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Maria Dora Blackburn
I am passionate about:
creating economic opportunities for the world's most vulnerable.
Show my name on the attendees list for events I am attending:
Maria Dora Blackburn is a self-proclaimed administrative advocate against human trafficking. As Nomi Network’s Program Officer, she oversees the needs of our field sites and fosters partnerships. Previously, she volunteered with The Price of Life NYC, a citywide human trafficking awareness raising campaign, as Assistant to the Director. She is NYCUP Alumni and formerly worked in vendor relations. Maria has her Bachelor’s degree in Fine Arts from Hofstra University. While in school, she founded Hofstra Freedom Movement, aiming to coordinate and equip students with resources to fight trafficking
Thank you so much for the valuable feedback OpenIDEO ! We are happy to further clarify and answer your questions to better understand our proposal and approach. Please see the questions and answers below:
Based on expert career, previous work and field experience, is this a new approach or bold way of answering the challenge question:
• Great proposal. My curiosity: beyond providing skills training, it is not clear how the project will link to potential employment opportunities (including formal businesses, or non-formal activities). How can the project results be achieved without this linkage? -We have built partnerships with large employers such as factories and hotels in Asia who are able to employ our program participants and future trainees. There will be several career paths within those sectors in addition to some women who will start their own businesses. Part of our curriculum will help trainees transition into these jobs and mentor them through the process.
• Training vulnerable women is a great action, even it is not really new! Training helps rebuild self- confidence, but on the long term, important to consider how it really impacts those women. It would be interesting to have more information about what happens AFTER the training: what is the follow-up strategy ? How does the project measure its impact?
-Through the mobile app, we will be able to track the progress of the women against our key individual indicators as well as how they interact with their community. The technology platform we development will be able to help us consolidate this data in real time.
Desirability and Viability of proposal:
• The project could be more holistic to really break the cycle of poverty: are there health and psychological support, or any kind of microfinance activities? See BRAC holistic approach to end ultra-poverty : https://www.youtube.com/watch?v=Za6-KyAg21Q How viable is the project, how does it depend of foreign donations? How could it be more self-sufficient financially?
-We also have a micro-finance initiative in which women are starting businesses based on the market needs of their community. Our team help incubate and develop these business ideas and as a result women who start micro-businesses are able to employ other women and family members. We currently have 6 micro-businesses developed through the program. The program encourages them to work together and collectively give them guidelines on forming their own micro-finance fund.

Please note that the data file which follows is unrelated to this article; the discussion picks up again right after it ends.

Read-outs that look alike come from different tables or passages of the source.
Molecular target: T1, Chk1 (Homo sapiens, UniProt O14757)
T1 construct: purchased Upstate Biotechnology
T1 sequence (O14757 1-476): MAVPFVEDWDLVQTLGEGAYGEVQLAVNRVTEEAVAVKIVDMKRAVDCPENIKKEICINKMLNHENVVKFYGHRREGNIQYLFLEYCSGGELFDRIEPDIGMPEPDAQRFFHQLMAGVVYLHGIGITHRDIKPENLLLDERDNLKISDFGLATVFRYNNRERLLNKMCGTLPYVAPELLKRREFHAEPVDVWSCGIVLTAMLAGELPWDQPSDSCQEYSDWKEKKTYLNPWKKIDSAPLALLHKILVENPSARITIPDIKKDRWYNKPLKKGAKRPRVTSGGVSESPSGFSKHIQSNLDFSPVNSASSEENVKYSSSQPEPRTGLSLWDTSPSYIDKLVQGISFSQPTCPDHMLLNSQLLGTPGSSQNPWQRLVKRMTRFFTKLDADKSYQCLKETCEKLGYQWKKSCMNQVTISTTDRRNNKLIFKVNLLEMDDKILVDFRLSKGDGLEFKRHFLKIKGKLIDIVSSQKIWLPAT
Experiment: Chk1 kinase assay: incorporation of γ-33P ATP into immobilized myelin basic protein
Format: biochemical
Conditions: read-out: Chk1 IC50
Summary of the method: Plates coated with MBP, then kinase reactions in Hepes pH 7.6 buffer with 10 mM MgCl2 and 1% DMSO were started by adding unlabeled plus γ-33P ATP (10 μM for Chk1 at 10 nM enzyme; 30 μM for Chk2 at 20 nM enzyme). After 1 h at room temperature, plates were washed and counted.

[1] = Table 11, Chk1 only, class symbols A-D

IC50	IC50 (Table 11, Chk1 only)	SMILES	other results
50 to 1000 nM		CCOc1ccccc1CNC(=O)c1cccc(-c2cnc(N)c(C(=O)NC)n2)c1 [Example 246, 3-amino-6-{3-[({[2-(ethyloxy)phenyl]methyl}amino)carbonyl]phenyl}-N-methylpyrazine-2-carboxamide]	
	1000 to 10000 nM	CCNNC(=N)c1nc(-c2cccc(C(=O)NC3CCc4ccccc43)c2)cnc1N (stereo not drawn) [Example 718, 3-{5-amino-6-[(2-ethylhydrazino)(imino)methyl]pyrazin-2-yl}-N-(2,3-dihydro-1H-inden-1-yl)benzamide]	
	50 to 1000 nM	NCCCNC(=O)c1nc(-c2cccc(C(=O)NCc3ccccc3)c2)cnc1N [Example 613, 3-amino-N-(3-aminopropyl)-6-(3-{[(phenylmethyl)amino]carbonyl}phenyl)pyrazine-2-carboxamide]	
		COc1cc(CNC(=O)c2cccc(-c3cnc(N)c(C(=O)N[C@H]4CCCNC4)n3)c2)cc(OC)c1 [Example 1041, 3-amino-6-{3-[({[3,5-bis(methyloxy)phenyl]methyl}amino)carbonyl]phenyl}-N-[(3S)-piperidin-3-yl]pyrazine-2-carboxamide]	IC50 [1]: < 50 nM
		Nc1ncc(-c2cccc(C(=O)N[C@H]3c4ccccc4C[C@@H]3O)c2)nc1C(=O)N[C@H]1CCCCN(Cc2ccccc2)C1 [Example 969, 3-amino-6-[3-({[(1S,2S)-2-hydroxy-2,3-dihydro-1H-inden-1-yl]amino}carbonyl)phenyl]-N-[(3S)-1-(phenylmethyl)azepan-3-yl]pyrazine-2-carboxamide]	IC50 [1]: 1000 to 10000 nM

Feasibility of proposal (is this an idea that could be brought to life?):
• Yes! however I am not sure that the project fits the challenge philosophy: would love to see articulated the link between the project and environmental or peace issues. Perhaps I am missing it.
-Our mission is to end human trafficking by addressing one of it’s root causes, poverty, through economic empowerment. The women we work with live on less than $1 a day, never had a job, have no agency, have major barriers to finding work, such as poverty, caste, and illiteracy, which makes them vulnerable to trafficking and exploitation. We seek to change the culture of gender-based discrimination and violence by teaching women their worth and value, and by empowering them through job readiness training. After completing our program they are able to have agency in their families, communities, earn income, send their children to school, and break the cycle of poverty.
Other questions or suggestions our experts felt would support the assessment or success of your idea: • Great work, and a very important mission. Could they develop a more holistic approach? How do they relate the project with environmental and peace issues? What are the follow-up activities of the project: what happens when the training program is over? Do they gather women, try to forge a community among them? Does the women find a job thanks NOMI or by themselves?
-The women already form community during the program in the basic training and life skills phase. The program implements activities that promote self worth, team building, and addresses cultural barriers such as the caste system. Women begin sharing meals with others from different castes, they loan money to each other, and form a community watch group that identifies other women who would benefit from the program. Once they graduate from training they move into the mentorship phase as they transition into the workforce. They are placed either with our employment partner, start their own business or work locally in co-ops that Nomi helps form.
My name is Janay. I work with Maria and will be submitting the proposal while she is inflight to Cambodia. Can you help me figure out how to do this? Thank you! You can also email me at firstname.lastname@example.org
I looked through your page and I would definitely be interested in setting up a call to learn more. We are always looking for partners especially in training and sourcing. What area of India are you based? Please feel free to message me!